Reptile Awareness Day: Changing Minds About Reptiles

Oct 21, 2017
The Reptile Report
by Josh Jones

The Reptile Report - This Saturday is Reptile Awareness Day. Reptile enthusiasts and professionals across the country will be educating their families, friends, neighbors, and communities about the amazing nature of reptiles. With just four percent of American households keeping these pets, there is a lot of work to do.

As the Pet Industry Joint Advisory Council (PIJAC) liaison to the American herp community, I’ve seen many times that reptiles are misunderstood. One recent example was media misinformation about turtles being allegedly dangerous pets after a recent Salmonella outbreak announced by the Centers for Disease Control (CDC). The outbreak consisted of 37 people getting Salmonella from turtles – out of more than one million pet turtles nationwide, according to the American Pet Products Association and the American Veterinary Medical Association.

A similar misunderstanding was corrected by companion animal advocates and experts in Arlington, Virginia, where certain non-venomous snakes common as pets were nearly banned as “exotic” animals. Some animal activists urged the County Board to consider these snakes, and other pets like hedgehogs and sugar gliders, as dangerous, despite a complete lack of evidence backing that position. In the end, the Board went with science and common sense.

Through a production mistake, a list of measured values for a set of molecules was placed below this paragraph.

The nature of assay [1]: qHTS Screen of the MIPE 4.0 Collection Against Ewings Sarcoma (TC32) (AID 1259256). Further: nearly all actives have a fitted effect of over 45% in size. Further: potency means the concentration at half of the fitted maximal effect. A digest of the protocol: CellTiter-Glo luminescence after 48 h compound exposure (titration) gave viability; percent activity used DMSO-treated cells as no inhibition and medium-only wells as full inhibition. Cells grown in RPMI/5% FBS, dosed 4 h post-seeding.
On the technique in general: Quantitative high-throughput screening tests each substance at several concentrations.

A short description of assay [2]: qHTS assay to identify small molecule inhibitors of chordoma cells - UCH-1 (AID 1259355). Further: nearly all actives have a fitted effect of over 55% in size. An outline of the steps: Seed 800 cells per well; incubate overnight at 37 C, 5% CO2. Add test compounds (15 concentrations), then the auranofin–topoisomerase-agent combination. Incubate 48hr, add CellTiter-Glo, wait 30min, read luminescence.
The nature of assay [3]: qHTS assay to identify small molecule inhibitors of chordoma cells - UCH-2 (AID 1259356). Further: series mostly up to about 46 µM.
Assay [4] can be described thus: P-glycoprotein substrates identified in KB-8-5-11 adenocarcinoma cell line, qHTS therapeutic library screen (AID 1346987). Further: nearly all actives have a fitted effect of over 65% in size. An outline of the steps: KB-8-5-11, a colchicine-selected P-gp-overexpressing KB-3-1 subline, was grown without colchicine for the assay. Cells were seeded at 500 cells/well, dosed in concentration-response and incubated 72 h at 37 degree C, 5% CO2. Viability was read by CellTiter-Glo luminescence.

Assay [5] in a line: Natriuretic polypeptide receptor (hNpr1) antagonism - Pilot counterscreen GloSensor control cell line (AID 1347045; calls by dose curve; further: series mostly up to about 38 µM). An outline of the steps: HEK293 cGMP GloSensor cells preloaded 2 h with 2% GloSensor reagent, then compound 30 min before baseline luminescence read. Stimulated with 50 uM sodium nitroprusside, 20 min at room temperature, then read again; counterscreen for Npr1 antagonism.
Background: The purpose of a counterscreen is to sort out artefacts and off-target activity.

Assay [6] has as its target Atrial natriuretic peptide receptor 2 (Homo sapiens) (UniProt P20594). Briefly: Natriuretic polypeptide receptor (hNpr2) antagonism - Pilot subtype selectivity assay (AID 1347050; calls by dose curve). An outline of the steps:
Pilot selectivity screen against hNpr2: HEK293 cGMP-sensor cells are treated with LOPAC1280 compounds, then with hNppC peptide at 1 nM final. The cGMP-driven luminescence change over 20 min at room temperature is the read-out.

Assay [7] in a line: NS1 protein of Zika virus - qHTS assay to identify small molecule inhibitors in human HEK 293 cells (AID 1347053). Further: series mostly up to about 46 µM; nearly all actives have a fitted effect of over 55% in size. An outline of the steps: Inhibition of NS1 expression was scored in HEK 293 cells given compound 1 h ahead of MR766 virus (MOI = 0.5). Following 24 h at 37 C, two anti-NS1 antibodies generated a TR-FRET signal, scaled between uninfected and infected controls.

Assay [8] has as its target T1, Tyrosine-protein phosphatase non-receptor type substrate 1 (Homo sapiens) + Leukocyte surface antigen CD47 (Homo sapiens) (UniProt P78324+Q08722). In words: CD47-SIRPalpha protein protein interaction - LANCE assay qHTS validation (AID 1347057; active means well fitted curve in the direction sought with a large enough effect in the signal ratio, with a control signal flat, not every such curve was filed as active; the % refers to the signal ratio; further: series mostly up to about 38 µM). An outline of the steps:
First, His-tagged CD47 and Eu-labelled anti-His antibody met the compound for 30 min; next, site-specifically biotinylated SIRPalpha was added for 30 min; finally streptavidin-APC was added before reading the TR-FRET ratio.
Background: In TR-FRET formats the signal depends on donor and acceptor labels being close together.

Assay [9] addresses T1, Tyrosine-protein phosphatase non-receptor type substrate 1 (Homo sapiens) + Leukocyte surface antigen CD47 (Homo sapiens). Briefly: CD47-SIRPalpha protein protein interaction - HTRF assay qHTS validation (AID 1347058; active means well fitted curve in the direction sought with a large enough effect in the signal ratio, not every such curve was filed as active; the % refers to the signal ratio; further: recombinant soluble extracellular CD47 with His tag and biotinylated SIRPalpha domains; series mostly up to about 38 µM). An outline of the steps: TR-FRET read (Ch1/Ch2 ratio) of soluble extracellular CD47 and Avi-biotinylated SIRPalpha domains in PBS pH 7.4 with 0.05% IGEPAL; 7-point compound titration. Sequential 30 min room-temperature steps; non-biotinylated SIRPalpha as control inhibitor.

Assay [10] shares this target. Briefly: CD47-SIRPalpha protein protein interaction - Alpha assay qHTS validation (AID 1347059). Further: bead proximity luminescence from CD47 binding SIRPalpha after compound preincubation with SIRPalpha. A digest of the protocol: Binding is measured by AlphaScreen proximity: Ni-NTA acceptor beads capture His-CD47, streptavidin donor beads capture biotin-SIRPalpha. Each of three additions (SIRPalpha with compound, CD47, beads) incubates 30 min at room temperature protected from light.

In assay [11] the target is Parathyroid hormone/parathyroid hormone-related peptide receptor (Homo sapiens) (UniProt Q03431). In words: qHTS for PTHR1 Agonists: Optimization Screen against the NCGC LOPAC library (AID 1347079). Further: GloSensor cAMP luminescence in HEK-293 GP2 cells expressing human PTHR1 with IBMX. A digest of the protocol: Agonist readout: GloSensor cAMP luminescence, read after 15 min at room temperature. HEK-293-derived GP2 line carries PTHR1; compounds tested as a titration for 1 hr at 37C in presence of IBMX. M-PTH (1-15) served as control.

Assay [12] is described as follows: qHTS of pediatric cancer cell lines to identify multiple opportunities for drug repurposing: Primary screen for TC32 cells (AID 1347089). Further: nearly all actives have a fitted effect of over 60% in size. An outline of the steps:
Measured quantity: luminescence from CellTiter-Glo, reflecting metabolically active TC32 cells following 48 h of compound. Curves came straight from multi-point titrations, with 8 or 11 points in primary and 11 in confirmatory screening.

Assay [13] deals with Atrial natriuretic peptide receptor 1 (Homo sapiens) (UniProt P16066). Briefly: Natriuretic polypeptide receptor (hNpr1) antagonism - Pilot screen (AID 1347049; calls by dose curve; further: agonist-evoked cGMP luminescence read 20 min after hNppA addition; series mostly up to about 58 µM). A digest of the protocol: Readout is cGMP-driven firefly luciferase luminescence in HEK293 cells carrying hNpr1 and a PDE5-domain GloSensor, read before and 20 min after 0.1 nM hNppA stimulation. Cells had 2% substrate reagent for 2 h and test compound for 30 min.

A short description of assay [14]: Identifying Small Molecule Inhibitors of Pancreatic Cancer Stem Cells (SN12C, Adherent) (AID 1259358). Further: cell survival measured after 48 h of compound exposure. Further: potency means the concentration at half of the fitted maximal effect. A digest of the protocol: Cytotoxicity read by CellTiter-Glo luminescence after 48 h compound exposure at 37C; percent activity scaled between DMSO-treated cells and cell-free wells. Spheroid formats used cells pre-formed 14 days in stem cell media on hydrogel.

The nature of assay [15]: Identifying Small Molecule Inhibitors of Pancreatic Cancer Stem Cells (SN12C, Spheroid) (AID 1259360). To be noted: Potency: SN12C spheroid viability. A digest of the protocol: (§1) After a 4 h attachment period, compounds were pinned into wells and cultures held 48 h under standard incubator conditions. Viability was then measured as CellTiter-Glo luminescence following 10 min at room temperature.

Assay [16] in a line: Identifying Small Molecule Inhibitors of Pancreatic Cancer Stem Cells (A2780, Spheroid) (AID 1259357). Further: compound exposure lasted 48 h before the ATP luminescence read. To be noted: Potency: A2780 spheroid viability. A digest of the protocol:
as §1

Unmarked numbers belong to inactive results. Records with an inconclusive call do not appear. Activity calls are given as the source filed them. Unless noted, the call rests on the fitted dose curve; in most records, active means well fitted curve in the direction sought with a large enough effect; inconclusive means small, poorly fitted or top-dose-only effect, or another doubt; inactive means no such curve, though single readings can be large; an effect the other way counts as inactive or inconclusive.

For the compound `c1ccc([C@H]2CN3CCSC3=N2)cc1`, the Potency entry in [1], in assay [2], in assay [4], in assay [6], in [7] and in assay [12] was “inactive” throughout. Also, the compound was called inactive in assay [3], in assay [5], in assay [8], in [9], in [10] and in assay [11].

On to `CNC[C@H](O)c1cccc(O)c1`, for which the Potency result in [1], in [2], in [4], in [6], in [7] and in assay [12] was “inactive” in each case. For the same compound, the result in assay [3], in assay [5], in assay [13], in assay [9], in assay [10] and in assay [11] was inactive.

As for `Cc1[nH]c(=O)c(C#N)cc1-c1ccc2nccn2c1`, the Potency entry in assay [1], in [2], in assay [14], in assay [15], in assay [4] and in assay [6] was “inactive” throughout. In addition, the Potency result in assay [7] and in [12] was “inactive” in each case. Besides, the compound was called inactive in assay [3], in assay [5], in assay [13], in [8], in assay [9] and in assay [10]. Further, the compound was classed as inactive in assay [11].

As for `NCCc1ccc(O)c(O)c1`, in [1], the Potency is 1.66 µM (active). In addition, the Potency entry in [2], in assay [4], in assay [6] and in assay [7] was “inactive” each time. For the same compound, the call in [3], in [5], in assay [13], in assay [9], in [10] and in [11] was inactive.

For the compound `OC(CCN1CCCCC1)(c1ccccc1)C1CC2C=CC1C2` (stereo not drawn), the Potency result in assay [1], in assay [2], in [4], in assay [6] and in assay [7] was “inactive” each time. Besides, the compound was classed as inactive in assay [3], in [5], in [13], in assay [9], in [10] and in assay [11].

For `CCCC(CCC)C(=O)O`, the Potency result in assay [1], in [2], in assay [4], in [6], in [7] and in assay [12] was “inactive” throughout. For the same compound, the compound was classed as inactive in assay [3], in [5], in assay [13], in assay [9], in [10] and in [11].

Conversely, many parents and educators are unaware of the simple handling and sanitation practices that all but eliminate the Salmonella and other potential health risks associated with any pet, including reptiles. PIJAC is grateful to Brian and Bob of NARBC for letting us hand out over 100 Healthy Herp Handling posters to educate the public in attendance at the recent Arlington and Tinley Park shows.

For this week’s Reptile Awareness Day, PIJAC is pleased to be working with a number of industry partners to make sure the media accurately represents reptiles and their human friends. Let us know if we can help you inform your community of what reptiles do for you.


Thanks to Welsh Morphology Photography for the leopard gecko photo used in this post.